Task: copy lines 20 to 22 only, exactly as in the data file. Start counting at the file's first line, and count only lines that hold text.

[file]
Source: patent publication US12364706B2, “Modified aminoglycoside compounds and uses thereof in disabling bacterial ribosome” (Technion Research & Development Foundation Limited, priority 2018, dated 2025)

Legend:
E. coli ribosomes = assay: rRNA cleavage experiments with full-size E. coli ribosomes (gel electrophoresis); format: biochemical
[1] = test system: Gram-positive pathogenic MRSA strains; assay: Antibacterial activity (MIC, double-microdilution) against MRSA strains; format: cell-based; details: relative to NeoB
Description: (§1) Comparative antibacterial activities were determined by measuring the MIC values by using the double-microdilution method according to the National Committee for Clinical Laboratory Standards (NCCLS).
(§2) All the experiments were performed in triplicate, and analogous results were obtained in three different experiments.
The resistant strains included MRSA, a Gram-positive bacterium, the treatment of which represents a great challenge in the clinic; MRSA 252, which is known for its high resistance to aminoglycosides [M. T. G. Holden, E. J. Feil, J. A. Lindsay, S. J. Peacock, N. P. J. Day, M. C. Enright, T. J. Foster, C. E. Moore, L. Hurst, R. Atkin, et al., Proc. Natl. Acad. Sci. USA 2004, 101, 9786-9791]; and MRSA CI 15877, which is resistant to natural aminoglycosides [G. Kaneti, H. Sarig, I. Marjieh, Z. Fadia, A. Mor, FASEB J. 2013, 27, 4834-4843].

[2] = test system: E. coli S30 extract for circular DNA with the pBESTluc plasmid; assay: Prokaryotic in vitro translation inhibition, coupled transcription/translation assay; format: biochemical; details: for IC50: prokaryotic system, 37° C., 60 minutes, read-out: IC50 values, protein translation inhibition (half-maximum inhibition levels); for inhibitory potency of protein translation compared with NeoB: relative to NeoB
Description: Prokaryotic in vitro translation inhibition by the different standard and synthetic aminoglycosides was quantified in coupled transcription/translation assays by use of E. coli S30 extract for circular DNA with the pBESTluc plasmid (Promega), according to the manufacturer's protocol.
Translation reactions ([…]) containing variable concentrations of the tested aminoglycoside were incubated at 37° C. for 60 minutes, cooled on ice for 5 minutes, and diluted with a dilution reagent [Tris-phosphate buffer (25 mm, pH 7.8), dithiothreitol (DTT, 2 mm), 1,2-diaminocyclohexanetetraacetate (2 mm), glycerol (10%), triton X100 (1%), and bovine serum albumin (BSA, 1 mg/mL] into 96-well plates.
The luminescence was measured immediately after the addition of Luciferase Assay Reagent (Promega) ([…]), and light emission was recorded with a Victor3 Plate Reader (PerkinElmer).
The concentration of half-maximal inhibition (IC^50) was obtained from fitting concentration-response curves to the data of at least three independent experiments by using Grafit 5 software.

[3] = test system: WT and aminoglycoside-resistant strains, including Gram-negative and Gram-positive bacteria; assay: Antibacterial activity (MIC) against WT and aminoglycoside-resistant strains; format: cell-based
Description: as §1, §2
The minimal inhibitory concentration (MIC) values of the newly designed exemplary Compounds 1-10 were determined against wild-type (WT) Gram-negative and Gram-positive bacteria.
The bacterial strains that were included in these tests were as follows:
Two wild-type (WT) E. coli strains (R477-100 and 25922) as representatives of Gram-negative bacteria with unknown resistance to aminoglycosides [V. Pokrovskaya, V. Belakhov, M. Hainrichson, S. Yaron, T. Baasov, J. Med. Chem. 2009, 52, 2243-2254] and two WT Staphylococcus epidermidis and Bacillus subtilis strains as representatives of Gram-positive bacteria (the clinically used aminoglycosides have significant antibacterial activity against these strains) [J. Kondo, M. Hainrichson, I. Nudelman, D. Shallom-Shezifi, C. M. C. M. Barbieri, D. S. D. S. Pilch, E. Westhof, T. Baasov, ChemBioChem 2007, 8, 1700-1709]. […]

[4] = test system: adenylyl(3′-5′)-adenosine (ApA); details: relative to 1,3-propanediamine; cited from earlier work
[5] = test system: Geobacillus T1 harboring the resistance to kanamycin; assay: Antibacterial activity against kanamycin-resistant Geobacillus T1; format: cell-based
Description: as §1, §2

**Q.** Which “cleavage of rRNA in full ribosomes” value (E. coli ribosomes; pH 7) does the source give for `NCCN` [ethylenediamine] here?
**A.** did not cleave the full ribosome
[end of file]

Description: as §1, §2

**Q.** Which “cleavage of rRNA in full ribosomes” value (E. coli ribosomes; pH 7) does the source give for `NCCN` [ethylenediamine] here?
**A.** did not cleave the full ribosome